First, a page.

Reserve Bank Governor Raghuram Rajan on Tuesday kept policy rate unchanged awaiting clarity on impact of unseasonal rains on food inflation even as he wanted banks to pass on benefits of previous two rate cuts.
The repo rate, at which RBI lends to the banking system, will continue to be at 7.5 per cent and the cash reserve ratio, which is the amount of deposits parked with the central bank, will remain at 4 per cent.
“Transmission of policy rates to lending rates has not taken place so far despite weak credit off take and front loading of two rate cuts. With little transmission, and the possibility that incoming data will provide more clarity on the balance of risks on inflation, the Reserve Bank will maintain status quo,” he said in the first bi-monthly policy review for 2015-16.
Unseasonal rains and hailstorm have impacted rabi crops across North and Western India, raising fears of spike in food prices.
Rajan, who has surprised with two rate cuts of 0.25 per cent each outside the scheduled review meetings this year, however, affirmed his commitment to the accommodative stance, but added that policy moves will be shaped by incoming data and added that transmission of rate cuts by banks will be his top-most priority.
Apart from the transmission, other factors like food prices will also be monitored closely, he said, adding that the impact of the recent unseasonal rains will also be monitored closely.
“Reserve Bank stays vigilant to any threats to the disinflation that is underway,” he said, expecting that the price rise situation has so far fared according to its estimates.
On the transmission mechanism, the RBI said it will encourage banks to move to the marginal-cost-of-funds-based determination, which is “more sensitive to changes in the policy rates”.
Only a few banks namely Union Bank of India and State Bank of Travancore have cut their base rates in the last four months by 0.10 per cent each, as against the 0.50 per cent cuts by RBI.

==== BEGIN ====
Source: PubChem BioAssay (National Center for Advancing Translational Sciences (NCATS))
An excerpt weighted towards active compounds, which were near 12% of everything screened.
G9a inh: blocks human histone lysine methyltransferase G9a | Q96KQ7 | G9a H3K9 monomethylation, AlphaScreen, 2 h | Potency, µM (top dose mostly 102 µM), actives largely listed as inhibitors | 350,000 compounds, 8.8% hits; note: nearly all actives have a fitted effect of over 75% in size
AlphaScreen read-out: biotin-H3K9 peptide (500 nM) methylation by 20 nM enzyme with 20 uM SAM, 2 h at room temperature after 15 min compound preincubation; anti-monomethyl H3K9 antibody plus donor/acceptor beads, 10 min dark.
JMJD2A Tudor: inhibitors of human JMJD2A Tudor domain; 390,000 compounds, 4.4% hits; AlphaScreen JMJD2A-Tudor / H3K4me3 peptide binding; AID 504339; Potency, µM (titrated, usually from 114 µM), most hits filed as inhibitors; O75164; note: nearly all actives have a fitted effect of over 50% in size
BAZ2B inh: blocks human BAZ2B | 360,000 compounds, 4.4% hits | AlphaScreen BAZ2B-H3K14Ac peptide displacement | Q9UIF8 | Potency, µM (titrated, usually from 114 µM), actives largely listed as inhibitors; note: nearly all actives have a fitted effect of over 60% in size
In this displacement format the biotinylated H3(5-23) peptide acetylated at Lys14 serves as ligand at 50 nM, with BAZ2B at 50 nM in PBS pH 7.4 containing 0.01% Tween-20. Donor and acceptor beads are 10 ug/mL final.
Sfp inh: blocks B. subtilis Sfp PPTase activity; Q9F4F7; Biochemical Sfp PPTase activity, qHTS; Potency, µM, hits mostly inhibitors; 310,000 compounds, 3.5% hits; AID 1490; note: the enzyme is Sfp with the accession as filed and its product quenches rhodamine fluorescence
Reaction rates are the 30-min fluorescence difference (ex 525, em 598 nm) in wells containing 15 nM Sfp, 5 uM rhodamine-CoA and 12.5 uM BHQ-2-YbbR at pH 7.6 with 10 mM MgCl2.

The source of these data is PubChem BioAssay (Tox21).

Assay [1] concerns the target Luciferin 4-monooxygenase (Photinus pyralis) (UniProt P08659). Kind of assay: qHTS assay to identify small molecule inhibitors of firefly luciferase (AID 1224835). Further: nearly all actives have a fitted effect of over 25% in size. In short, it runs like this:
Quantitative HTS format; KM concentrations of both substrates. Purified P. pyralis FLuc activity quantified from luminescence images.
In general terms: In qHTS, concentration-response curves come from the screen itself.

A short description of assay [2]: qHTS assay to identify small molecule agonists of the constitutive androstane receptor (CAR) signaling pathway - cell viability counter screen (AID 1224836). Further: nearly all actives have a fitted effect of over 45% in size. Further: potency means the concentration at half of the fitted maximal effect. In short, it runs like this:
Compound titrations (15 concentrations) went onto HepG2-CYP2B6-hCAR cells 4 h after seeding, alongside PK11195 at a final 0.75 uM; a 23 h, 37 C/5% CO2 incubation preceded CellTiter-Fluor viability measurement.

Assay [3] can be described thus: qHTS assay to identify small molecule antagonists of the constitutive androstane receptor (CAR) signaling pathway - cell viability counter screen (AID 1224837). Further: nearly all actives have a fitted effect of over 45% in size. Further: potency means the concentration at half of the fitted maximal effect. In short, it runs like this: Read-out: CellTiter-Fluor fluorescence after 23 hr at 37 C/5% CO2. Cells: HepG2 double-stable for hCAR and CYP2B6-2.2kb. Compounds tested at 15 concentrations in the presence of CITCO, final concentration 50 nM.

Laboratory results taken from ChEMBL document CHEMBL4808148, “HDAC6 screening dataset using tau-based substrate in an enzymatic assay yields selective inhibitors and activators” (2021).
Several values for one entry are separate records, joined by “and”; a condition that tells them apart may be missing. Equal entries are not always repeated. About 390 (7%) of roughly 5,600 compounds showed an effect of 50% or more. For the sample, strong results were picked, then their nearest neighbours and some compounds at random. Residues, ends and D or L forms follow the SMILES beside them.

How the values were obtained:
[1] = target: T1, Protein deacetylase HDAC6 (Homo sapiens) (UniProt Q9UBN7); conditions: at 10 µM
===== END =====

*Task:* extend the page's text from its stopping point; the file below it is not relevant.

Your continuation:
The banks have held on to the elevated rates even in the face of one of the lowest credit growths in recent years, which are hovering under the 10 per cent mark till now.
On the GDP growth, RBI estimated a 7.8 per cent expansion in the current fiscal, stating that uncertainties on the arrival of monsoon and unanticipated global developments are major risk areas.
On the external front, it said a moderate and uneven recovery is emerging, and flagged the slowdown in China, geopolitical tensions in the Middle East as downside risks.
With speculation rife about a shift in US Fed’s stance to one of hiking rates, which can impact capital flows to the country, RBI said it will “watch for signs of normalisation of the US monetary policy”, but added that the country is better placed to fight any impact with its over USD 343 billion in reserves.
Retail inflation increased to 5.37 per cent in February from the 5.19 per cent for previous month, but many analysts expect it to continue much below the RBI’s January 2016 target of 6 per cent range.
Another factor which was supporting a rate cut included the range-bound core inflation, which is price rise without the food and oil components. The latest survey of household expectations may also be pointing towards a lower inflation, some watchers said.
However, the impact of factors like unseasonal rains on food inflation was a key impediment to the expectations of a rate cut.